It's been about ten years since Lawrence Kasdan stepped behind a camera; having helped usher in the era of modern Hollywood blockbusters in the early 1980s with his scripts for The Empire Strikes Back, Raiders of the Lost Ark and Return of the Jedi, he really can't get a job these days, even despite his role as writer for the box-office bonanza that was The Bodyguard. The irony is heightened by the fact that Mr. Kasdan's own work as writer/director from 1981's Body Heat on has always been about celebrating classic, script-driven American filmmaking; since then, studios have either proved unwilling or uninterested in backing his ensemble pieces about the modern American middle-class, and his last directing job was as a hack-for-hire in an underwhelming adaptation of Stephen King's Dreamcatcher that proved a sorry mismatch.

     Darling Companion, billed as the third in a loose trilogy about the trials of modern baby-boomers after The Big Chill and Grand Canyon, is a perfect fit for Mr. Kasdan's sensibility: a bitter-sweet ensemble comedy about people realising the ways their lives have changed, with exquisitely tuned dialogue expertly performed by a cast to die for who relish this type of well-written characters that seldom come their way. The difference, here, is Mr. Kasdan has gone low-budget - and it shows in the generally underwhelming handling and, more disturbingly, in the slippage in quality control. Not necessarily when it comes to the performances; this tale of a Denver family reunion where the disappearance of the matriarch's rescued dog brings to light the extent of sore feelings opts for some really facile choices especially coming from such a talented writer. (The gypsy caretaker Carmen is the most egregious offender, even though Ayelet Zurer is perfectly fine and rounds her off nicely.) Worse, there is a sense of weariness that was absent in the director's previous work; Mr. Kasdan never was much of a stylist, but here there is an unexpected creakiness that mars the good ensemble work.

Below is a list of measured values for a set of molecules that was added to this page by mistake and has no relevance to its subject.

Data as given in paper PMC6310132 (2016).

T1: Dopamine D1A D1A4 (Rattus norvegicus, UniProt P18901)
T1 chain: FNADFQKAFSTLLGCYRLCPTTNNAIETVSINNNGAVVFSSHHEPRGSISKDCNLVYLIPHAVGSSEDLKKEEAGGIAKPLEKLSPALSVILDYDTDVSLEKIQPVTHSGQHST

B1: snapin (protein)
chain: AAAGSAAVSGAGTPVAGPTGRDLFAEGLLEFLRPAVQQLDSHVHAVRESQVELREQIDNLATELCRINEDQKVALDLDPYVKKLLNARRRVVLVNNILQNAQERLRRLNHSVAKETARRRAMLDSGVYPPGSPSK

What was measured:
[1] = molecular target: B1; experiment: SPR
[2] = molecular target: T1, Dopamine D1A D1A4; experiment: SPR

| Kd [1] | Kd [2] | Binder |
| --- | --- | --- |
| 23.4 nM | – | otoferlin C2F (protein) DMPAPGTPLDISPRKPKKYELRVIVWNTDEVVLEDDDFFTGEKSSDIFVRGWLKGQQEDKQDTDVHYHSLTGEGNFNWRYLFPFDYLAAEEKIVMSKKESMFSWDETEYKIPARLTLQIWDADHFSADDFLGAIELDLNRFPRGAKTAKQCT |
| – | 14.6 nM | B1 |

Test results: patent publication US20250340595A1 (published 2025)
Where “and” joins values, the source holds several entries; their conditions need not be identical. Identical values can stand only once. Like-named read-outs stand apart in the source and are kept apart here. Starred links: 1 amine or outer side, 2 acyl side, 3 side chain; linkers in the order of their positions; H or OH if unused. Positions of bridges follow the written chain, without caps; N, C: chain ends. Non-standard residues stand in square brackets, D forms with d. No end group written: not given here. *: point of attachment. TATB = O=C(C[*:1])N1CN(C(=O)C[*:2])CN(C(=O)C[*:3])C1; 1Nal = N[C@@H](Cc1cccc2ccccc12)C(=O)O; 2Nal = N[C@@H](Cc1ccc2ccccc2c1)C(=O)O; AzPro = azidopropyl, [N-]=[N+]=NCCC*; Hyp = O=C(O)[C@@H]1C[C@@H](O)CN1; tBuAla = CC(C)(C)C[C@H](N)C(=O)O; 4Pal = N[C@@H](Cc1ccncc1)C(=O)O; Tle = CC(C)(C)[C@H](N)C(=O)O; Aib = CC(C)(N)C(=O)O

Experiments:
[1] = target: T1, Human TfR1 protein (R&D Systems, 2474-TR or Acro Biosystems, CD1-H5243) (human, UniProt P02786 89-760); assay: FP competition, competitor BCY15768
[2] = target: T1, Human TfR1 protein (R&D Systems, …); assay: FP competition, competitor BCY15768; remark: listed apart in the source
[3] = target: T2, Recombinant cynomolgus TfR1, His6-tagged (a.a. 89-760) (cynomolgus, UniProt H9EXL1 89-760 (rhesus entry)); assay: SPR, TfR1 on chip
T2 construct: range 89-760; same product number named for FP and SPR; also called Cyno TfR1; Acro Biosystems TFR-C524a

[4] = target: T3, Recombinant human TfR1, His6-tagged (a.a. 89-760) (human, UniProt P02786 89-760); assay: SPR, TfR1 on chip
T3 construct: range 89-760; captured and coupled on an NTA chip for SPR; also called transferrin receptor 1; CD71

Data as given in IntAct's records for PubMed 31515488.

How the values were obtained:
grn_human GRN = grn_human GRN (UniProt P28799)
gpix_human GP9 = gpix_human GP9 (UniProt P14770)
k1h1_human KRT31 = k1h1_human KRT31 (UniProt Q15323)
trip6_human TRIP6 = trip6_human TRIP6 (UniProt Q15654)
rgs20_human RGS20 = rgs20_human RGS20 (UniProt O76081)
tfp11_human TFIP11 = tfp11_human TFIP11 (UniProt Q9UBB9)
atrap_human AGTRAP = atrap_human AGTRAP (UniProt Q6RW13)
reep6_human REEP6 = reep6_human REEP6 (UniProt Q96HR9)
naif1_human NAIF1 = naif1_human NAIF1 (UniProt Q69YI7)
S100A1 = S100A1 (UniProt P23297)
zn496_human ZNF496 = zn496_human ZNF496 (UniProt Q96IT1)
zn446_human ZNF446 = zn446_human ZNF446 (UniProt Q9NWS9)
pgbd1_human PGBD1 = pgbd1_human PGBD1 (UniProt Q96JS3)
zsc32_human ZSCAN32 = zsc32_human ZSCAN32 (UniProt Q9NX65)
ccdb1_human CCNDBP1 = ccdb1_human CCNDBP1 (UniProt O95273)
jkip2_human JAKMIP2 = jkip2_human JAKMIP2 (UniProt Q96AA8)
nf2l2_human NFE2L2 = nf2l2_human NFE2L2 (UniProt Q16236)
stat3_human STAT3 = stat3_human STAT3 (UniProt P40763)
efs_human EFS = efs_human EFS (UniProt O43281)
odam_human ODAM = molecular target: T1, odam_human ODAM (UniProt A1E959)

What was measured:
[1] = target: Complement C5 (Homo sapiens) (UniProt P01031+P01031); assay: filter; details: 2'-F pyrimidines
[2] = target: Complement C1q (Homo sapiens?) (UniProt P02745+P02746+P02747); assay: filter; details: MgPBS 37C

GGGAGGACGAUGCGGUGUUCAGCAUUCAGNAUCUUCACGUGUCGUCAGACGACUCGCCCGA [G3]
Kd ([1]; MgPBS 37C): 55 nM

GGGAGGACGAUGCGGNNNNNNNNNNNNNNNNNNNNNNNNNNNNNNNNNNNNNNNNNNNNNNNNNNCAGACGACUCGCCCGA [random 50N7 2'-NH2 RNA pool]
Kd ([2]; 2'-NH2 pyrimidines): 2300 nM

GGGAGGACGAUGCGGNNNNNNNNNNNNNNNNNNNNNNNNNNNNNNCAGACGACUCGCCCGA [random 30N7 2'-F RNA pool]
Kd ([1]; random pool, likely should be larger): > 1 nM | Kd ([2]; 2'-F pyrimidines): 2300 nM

It's not enough to spoil the film, carried by the director's usual stellar dialogue and the meaty performances from an ever more radiant Diane Keaton and the woefully underused Dianne Wiest, though there really isn't a bum note in the cast. While not a classic by any stretch, Darling Companion shows Mr. Kasdan can still do well what he does best. If only people would let him do it more often.

Mark Duplass, Richard Jenkins, Diane Keaton, Kevin Kline, Elisabeth Moss, Sam Shepard, Dianne Wiest, Ayelet Zurer.

Director, Lawrence Kasdan; screenplay, Meg Kasdan, Mr. Kasdan; cinematography, Michael McDonough (colour, widescreen); music, James Newton Howard; designer, Dina Goldman; costumes, Molly Maginnis; editor, Carol Littleton; producers, Anthony Bregman, Mr. Kasdan, Elizabeth Redleaf (Werc Work Works, Likely Story, Kasdan Pictures), USA, 2011, 102 minutes.

Screened: distributor advance press screening, Zon screening room, Lisbon, July 17th 2012. 


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